Sunday, April 19, 2009

Why I Use Transparent Terminal Windows  

I use transparent windows for my terminals, so you can see beneath the text to other windows or desktop backgrounds beneath. I've done it for a long time on Linux as just a neat trick to show the desktop beneath whatever I'm typing, but it works better if you can see the actual window beneath the terminal. On Windows you can do this with various add-ons (don't remember which one worked best, so sorry no link), but it works well natively on the Mac and recently with Compiz I've gotten it to work the way I want on on Linux.

Combined with the microscopic fonts I like, this makes my screen hard to read for others; one of my collaborators used to insist I make the windows opaque and increase the font size so he could see them. So why do I do this? Even the Mac OS X tips page that tells you how says it "has no serious purpose" except to make your windows look pretty.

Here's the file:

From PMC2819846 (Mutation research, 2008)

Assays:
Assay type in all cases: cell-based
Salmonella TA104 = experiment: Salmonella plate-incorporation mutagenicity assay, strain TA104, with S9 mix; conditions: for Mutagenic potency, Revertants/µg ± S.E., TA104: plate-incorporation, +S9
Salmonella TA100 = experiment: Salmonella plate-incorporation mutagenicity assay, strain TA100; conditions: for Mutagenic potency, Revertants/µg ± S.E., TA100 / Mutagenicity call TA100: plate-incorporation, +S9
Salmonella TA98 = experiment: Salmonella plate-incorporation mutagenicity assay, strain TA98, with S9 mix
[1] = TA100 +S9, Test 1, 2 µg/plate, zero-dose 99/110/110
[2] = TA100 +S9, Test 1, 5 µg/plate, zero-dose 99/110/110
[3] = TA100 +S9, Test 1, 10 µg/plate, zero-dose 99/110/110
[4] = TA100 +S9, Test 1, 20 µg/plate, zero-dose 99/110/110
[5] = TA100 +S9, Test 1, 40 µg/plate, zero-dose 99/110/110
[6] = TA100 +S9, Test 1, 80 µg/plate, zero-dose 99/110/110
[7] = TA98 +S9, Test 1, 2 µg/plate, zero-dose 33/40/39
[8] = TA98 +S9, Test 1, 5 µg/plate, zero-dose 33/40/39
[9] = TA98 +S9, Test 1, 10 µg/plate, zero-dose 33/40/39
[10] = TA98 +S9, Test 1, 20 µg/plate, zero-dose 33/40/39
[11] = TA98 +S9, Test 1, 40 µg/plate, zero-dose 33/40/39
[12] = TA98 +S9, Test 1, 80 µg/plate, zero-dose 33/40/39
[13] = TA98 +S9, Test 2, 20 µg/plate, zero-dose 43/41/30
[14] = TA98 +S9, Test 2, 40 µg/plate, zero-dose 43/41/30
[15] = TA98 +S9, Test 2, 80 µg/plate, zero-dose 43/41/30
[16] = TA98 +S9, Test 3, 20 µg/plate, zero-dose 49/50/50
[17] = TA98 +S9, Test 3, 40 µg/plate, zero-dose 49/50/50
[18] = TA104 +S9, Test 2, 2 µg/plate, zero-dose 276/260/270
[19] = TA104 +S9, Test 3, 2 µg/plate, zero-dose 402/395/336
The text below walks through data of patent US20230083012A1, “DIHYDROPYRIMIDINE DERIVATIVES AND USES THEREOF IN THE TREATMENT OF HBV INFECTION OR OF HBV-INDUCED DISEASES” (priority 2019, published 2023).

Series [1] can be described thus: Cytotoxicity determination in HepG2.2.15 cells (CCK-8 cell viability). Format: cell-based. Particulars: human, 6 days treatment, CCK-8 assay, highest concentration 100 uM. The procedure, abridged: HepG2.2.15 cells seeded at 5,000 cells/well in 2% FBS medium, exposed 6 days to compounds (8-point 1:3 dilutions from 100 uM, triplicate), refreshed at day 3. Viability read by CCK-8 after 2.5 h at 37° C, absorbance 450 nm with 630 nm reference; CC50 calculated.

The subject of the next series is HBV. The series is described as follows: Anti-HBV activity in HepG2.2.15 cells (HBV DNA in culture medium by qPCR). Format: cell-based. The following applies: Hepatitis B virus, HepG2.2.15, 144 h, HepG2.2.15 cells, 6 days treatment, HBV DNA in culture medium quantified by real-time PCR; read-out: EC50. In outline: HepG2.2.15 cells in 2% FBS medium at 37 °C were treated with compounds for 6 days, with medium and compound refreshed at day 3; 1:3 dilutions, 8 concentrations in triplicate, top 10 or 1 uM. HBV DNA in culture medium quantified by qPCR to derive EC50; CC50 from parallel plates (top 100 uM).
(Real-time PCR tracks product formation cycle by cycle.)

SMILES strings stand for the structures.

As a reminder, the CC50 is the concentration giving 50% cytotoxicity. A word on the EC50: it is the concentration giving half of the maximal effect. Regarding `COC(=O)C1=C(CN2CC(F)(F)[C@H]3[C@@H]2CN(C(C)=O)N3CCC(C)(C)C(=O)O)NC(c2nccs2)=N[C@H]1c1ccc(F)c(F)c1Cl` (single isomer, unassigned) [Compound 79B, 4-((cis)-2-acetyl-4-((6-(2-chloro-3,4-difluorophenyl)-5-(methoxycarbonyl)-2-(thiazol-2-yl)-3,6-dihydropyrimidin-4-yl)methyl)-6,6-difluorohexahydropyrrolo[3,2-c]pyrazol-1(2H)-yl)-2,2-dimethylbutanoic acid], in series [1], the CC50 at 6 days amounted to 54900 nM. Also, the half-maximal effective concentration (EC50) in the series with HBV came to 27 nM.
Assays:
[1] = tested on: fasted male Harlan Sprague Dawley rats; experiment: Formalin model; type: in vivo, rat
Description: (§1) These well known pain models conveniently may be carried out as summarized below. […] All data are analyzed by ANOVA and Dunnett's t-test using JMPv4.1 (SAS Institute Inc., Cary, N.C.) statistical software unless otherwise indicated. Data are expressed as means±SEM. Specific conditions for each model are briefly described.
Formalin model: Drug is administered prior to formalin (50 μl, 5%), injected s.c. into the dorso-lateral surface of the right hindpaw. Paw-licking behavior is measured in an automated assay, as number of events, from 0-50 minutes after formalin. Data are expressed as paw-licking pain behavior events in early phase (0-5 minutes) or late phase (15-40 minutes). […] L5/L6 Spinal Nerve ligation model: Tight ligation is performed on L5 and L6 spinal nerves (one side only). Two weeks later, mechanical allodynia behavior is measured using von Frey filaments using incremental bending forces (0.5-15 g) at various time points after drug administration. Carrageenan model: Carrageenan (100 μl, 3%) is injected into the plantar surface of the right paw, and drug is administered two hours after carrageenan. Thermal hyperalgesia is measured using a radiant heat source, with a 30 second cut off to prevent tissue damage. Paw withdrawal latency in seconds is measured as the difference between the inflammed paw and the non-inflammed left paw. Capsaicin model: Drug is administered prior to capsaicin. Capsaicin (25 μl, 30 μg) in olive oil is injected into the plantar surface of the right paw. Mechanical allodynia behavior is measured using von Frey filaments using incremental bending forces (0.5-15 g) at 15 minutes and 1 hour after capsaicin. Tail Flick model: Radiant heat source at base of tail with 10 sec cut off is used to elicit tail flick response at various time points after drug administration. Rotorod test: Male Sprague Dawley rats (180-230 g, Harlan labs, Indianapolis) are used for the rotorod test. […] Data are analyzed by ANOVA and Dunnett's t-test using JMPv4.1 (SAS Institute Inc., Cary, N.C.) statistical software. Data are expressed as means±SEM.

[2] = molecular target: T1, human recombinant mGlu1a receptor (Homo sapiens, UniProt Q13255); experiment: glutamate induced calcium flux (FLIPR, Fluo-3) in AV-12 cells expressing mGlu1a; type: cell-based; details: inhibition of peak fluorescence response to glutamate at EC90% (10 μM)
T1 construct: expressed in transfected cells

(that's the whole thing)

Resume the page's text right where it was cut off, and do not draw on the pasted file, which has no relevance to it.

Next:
Well, I beg to differ. This screenshot shows why:

Here, I'm working on some Python code to automatically generate a list of labels for my web site. I've never used the Python ftp library before ... so I just Google'd the Python ftp protocol, found the Python doc page, and began prototyping my code straight at the Python prompt, looking through the terminal window to see the sample code beneath it.

Mmmm. Composity goodness, captured via Mac's Command-Shift-3 screenshot keystroke and edited with Preview. If you program at the command line you should try it - your eyes train up pretty quickly to ignore whatever's behind the terminal unless you need it.

-the Centaur

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